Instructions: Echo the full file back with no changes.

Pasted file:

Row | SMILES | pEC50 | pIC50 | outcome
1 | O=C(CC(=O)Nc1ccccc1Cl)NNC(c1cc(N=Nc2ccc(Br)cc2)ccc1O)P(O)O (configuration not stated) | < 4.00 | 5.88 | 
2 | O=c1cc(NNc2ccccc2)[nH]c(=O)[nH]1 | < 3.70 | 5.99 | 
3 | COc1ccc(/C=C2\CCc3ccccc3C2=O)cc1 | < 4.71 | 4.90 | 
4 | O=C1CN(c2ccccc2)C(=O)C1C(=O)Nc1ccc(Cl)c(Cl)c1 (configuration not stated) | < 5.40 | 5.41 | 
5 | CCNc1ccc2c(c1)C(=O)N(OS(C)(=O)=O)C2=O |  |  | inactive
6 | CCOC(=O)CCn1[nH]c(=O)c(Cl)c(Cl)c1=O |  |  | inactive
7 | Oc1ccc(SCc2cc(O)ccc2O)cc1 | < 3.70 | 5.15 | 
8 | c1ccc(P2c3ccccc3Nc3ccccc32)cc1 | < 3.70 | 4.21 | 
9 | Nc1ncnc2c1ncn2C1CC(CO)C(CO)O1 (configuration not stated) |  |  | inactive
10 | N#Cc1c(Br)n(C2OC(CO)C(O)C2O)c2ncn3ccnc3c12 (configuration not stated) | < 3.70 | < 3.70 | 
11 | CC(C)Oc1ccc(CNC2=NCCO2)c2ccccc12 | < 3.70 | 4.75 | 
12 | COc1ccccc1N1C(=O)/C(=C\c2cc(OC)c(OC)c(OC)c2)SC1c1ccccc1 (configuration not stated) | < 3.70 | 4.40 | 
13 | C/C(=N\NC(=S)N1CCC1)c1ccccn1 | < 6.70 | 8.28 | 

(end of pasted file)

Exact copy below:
Row | SMILES | pEC50 | pIC50 | outcome
1 | O=C(CC(=O)Nc1ccccc1Cl)NNC(c1cc(N=Nc2ccc(Br)cc2)ccc1O)P(O)O (configuration not stated) | < 4.00 | 5.88 | 
2 | O=c1cc(NNc2ccccc2)[nH]c(=O)[nH]1 | < 3.70 | 5.99 | 
3 | COc1ccc(/C=C2\CCc3ccccc3C2=O)cc1 | < 4.71 | 4.90 | 
4 | O=C1CN(c2ccccc2)C(=O)C1C(=O)Nc1ccc(Cl)c(Cl)c1 (configuration not stated) | < 5.40 | 5.41 | 
5 | CCNc1ccc2c(c1)C(=O)N(OS(C)(=O)=O)C2=O |  |  | inactive
6 | CCOC(=O)CCn1[nH]c(=O)c(Cl)c(Cl)c1=O |  |  | inactive
7 | Oc1ccc(SCc2cc(O)ccc2O)cc1 | < 3.70 | 5.15 | 
8 | c1ccc(P2c3ccccc3Nc3ccccc32)cc1 | < 3.70 | 4.21 | 
9 | Nc1ncnc2c1ncn2C1CC(CO)C(CO)O1 (configuration not stated) |  |  | inactive
10 | N#Cc1c(Br)n(C2OC(CO)C(O)C2O)c2ncn3ccnc3c12 (configuration not stated) | < 3.70 | < 3.70 | 
11 | CC(C)Oc1ccc(CNC2=NCCO2)c2ccccc12 | < 3.70 | 4.75 | 
12 | COc1ccccc1N1C(=O)/C(=C\c2cc(OC)c(OC)c(OC)c2)SC1c1ccccc1 (configuration not stated) | < 3.70 | 4.40 | 
13 | C/C(=N\NC(=S)N1CCC1)c1ccccn1 | < 6.70 | 8.28 | 